I found a tilde ~ in this Config::INI Perl 6 Grammar:

token header { ^^ \h* '[' ~ ']' $<text>=<-[ \] \n ]>+ \h* <.eol>+ }

There are no tildes ~ in the text I am processing. I know that '[' ~ ']' is importante because omitting any or all of '[', ~, and ']' makes the grammar no longer match my text.

Since I knew what the pattern was that I was matching, I changed it so that the square brackets were around the text expression, thus:

token header   { ^^ \h* '[' $<text>=<-[ \] \n ]>+ ']' \h* <.eol>+ }

So it seems to me that '[' ~ ']' is really saying match a square bracket here and expect the closing bracket afterwards.

Anyway, I know that in normal Perl 6 syntax, the tilde ~ is used for concatenating strings. But this obviously means something different inside this Grammar. (In Perl 6, you can use Grammars to extract complicated data structures from text. They are like regular expressions taken to the next level.).

Anyway, I searched the documentation for Grammars and for Regular Expressions for a single ~, but I didn't find any inside a grammar nor inside a regular expression.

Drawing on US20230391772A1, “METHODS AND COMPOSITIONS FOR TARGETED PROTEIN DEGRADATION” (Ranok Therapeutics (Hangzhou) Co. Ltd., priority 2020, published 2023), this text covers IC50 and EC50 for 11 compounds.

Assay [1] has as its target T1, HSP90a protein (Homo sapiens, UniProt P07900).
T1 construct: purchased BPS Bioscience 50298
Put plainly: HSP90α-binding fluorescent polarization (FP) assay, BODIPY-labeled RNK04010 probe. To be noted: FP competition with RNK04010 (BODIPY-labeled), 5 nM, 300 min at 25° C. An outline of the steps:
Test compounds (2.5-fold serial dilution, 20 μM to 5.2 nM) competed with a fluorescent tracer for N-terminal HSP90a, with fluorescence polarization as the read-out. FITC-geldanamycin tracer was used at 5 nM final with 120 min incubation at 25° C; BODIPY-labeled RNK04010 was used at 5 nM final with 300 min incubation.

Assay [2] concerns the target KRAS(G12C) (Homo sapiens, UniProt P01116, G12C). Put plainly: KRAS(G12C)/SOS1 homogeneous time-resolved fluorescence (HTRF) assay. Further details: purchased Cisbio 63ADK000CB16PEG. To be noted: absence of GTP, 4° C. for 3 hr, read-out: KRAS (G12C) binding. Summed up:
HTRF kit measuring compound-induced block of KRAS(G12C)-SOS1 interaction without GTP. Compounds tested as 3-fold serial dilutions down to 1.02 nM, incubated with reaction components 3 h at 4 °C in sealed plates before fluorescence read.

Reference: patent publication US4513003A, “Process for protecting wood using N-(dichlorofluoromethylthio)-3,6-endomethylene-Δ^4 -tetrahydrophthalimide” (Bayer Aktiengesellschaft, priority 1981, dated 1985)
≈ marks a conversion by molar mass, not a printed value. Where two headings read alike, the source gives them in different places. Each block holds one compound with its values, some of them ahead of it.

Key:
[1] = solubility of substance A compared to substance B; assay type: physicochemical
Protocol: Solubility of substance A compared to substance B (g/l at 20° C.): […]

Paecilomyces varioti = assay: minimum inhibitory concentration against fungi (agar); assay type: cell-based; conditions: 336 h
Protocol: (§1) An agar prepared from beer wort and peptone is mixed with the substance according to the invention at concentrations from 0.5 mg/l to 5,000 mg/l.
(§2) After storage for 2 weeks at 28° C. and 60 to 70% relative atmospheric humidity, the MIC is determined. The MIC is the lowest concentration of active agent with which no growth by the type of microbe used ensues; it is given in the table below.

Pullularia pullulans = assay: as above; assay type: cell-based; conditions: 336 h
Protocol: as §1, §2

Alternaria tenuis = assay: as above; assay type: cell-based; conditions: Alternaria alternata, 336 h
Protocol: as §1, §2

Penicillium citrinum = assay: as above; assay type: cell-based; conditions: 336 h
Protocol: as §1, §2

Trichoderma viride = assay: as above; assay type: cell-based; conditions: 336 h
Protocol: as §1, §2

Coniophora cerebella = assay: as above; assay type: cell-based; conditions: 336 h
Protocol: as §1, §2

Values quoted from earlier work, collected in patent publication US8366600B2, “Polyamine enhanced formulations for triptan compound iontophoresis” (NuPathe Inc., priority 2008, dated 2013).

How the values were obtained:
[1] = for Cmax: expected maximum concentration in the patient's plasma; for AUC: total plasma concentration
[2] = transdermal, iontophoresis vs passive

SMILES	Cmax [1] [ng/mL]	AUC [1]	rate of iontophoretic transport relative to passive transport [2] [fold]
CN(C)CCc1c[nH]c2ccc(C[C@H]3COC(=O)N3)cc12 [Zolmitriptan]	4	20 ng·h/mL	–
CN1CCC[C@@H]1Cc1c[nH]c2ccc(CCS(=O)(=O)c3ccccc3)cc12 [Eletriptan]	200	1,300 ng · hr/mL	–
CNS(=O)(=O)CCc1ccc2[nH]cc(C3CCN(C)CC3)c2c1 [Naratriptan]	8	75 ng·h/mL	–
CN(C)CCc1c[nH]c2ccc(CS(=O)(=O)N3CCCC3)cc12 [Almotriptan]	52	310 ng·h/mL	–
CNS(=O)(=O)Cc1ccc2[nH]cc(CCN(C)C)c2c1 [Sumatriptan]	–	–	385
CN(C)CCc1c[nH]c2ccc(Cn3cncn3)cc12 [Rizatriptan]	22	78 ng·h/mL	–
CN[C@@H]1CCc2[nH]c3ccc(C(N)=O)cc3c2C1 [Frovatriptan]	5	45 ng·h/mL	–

cross posted on StackOverflow en español


You can find an explanation in the design documents here: https://github.com/perl6/roast/blob/master/S05-metachars/tilde.t#L6-L81

It mostly does what you discovered: replaces the tilde with the expression that follows the right bracket, and searches for it between the bracket characters. However, it adds some extra magic to help the expression recognize the terminating bracket and to provide a more useful error message if the final bracket isn't found. So you'll usually get the same results doing it either way, but not always.

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